We look at some of the advantages and challenges that hydrogen fuel possesses, and pit it against the alternate power sources currently available in the market.
We have been running our transportation system completely dependent on non-renewable energy sources like petrol or diesel. Although automotive companies are investing millions of dollars every day on research and development to make engines more fuel efficient, the fact of the matter is that we are running out of oil and that too at a fast pace. To counteract, automobile manufacturers are now making EVs (Electric Vehicles) around the globe. So, where does hydrogen fuel fit in?
Hydrogen is nature's fuel. It is hydrogen that powers the sun and it is the most abundant element in the universe. Unlike any other energy source that we might have used till date, hydrogen will never run out. Japanese automotive manufacturers Honda and Toyota have produced cars which are capable of running on hydrogen fuel. Nerd moment: The compressed hydrogen from the storage tank combines with oxygen from air in the fuel cell to generate electricity which powers the electric motor connected to the wheels of the car. In essence, hydrogen fuel helps create an on-board electricity generator. The Japanese have tested their cars extensively in markets such as the US and Japan and it surely creates a strong case for itself as the fuel of the future. Let's start by listing some of its main advantages.
1) No Harmful Emissions: Water is the only resulting emission based on what goes on inside the fuel cell. Just like the pure electric vehicles that we have today, hydrogen is completely harmless to the environment. Horror stories revolving around the degrading air quality and drastic climate change are on the rise. Hydrogen-powered vehicles make perfect sense to replace our current line of vehicles powered by internal combustion engines.
2) More Fuel Efficient: Hydrogen-powered vehicles are nearly twice as fuel efficient than the hybrid-electric vehicle setup (for example Toyota Prius) and thrice as more efficient when compared to vehicles powered by flammable liquid fuels like petrol.
3) Production: Unlike flammable liquid fuels which are extracted from crude oil, hydrogen can be produced from a number of ways.
A) Electrolysis - It is a process to separate the hydrogen atom from oxygen by passing electricity.
B) Steam Methane Reforming - It revolves around extracting hydrogen from natural gas.
C) Gasification - It is a process wherein hydrogen can be produced by steaming coal.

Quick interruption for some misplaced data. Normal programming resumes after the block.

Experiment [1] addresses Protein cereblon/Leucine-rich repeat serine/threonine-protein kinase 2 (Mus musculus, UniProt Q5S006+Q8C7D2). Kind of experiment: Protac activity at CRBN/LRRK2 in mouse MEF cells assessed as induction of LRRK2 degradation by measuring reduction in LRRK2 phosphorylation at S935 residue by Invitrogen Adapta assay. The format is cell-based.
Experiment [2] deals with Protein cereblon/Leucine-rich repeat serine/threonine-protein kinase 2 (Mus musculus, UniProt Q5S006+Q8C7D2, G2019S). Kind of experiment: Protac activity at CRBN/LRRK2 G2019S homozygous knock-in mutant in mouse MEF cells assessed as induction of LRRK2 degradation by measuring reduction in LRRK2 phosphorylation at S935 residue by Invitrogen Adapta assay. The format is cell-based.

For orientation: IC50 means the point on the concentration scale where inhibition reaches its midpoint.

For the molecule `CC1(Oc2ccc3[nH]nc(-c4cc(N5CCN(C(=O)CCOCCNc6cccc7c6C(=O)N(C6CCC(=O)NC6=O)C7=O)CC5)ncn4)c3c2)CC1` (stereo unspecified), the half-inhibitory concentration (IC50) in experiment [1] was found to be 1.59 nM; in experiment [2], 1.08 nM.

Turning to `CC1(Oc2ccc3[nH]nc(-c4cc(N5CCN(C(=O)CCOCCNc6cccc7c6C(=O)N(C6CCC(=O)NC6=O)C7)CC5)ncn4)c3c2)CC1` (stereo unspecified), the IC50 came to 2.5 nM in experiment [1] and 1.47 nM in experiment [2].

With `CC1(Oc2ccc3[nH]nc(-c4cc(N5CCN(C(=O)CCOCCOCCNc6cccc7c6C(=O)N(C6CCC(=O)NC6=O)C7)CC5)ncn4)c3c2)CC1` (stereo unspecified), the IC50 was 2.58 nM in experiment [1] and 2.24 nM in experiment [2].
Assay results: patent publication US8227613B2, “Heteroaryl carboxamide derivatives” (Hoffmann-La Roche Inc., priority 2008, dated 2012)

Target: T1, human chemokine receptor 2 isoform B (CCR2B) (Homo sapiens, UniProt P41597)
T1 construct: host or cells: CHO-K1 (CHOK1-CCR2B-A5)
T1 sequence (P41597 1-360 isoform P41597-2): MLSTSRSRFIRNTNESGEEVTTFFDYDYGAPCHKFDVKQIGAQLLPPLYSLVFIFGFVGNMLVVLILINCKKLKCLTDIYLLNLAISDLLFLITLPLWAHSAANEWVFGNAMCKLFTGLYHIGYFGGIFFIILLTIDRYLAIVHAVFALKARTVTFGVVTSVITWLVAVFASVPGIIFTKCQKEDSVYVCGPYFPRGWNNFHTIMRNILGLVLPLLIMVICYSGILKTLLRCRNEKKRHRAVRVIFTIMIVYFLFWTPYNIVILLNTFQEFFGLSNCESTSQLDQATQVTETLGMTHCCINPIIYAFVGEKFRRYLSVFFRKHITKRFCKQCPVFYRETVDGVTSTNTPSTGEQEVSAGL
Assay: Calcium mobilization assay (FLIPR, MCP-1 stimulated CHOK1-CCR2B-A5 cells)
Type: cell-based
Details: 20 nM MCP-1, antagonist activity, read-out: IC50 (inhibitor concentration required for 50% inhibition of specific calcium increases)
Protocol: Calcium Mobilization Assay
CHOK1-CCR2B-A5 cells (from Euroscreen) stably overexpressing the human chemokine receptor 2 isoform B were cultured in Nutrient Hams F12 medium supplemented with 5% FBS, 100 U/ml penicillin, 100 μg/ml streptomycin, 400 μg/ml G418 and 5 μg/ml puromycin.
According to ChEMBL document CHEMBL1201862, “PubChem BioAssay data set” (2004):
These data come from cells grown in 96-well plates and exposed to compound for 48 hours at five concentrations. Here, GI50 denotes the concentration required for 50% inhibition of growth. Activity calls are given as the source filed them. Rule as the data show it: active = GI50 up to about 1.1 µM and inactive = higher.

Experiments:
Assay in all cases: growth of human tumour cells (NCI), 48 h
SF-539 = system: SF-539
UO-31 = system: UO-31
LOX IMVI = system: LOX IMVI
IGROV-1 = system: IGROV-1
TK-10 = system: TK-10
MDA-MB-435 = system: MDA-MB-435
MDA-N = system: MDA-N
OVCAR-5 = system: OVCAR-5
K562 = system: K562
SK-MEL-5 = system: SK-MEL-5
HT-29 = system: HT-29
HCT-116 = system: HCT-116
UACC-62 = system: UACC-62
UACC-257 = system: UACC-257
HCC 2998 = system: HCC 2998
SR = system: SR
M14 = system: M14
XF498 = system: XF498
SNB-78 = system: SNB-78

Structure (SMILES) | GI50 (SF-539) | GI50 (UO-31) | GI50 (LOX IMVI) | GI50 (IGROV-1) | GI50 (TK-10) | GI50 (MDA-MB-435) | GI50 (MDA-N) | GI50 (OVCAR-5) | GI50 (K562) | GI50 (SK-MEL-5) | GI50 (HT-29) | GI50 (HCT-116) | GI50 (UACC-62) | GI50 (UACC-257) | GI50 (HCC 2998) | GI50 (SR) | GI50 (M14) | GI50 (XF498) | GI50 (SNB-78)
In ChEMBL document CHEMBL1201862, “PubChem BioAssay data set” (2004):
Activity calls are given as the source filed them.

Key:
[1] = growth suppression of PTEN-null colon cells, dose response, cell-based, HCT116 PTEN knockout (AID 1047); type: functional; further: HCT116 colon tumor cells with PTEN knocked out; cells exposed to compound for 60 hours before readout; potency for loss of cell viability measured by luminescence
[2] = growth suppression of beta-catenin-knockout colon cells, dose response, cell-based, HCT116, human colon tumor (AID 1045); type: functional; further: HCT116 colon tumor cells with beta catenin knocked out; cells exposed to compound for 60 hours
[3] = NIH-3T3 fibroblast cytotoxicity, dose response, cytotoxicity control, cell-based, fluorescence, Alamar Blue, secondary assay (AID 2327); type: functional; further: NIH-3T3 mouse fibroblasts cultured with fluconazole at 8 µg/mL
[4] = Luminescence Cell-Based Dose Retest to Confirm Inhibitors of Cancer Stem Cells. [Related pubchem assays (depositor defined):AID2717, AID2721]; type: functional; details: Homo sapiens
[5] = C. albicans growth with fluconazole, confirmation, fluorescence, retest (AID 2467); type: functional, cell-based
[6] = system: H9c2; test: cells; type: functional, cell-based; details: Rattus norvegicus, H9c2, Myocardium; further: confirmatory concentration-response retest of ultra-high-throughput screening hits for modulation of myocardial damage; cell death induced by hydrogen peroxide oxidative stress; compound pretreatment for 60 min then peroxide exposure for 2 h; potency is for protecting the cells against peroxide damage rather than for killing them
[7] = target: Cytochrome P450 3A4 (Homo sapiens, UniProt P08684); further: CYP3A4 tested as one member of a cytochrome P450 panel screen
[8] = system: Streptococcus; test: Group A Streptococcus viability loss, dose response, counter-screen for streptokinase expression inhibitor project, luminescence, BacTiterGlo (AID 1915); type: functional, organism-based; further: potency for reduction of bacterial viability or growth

All these processes can be set up anywhere in the world. Countries can completely eradicate the need to be dependent on oil-rich countries for fuel imports. This in turn will save a lot of money. Not just that, hydrogen can be produced using electrolysis at fuel stations itself. That means there is no requirement for transporting fuel to stations.
4) Safer Fuel: Just like petrol or diesel fuels, pure hydrogen is highly flammable. However, hydrogen storage is more robust in cars as compared to diesel or petrol fuel tanks. In an accident, even if the fuel tank leaks, the compressed hydrogen will escape into the atmosphere because it’s lighter than air.
Although hydrogen fuel shows a lot of promise comprising the list of advantages listed above, there are a number of challenges that limits the injection of hydrogen in our daily lives.
1) Production: Although there are a number of ways to produce hydrogen, setting up any of the production processes will be an expensive deal.
2) Storage: Storing a compressed gas has always been tricky and when compared to the liquid fuels like petrol or diesel, compressed gas takes a lot more space.
3) Infrastructure: India being a large country, it needs a nationwide supply of hydrogen fuel through a similar setup like petrol pumps. Setting up such a massive network will take time and inevitably involve a lot of money to invest.
Cars like the Toyota Mirai and the Honda FCX Clarity have showed the world that if invested, hydrogen is the fuel of the future. However, other car companies have invested heavily in either pure electric cars or hybrid-electric cars. Both of these setups are much more widely available when compared to hydrogen-powered cars. Tesla is a car manufacturer that produces pure electric cars only. The setup is simple. An electric motor powered by a stack of batteries. Charge the batteries and off you go. But there is a down side to this system. Once the batteries run out of juice, the charging time stretches to several hours. And, the overall range on a full charge is not even close to what a petrol-powered car with a full tank would deliver. Also, the entire electric car setup is jolly expensive. A tiny hatchback like the Mahindra e2o costs nearly the same as a mid-range Honda City.
Another alternative available in the market is a hybrid-electric setup. Unlike a pure electric, the hybrid-electric doesn’t have to stop to charge up the batteries. This setup has two engines. An electric motor with a stack of batteries to store the electricity, and an internal combustion engine which is used to drive the car and also charge the batteries connected to the electric motor. Essentially, there are two engines in a car and hence the cost of buying such a car is beyond a common man’s reach.
Currently, hydrogen fuel does have its limitations but they are essentially related to the infrastructure that is required for storage, production and availability. If the government invests in establishing a proper network for hydrogen fuel, it can surely be the fuel of the future.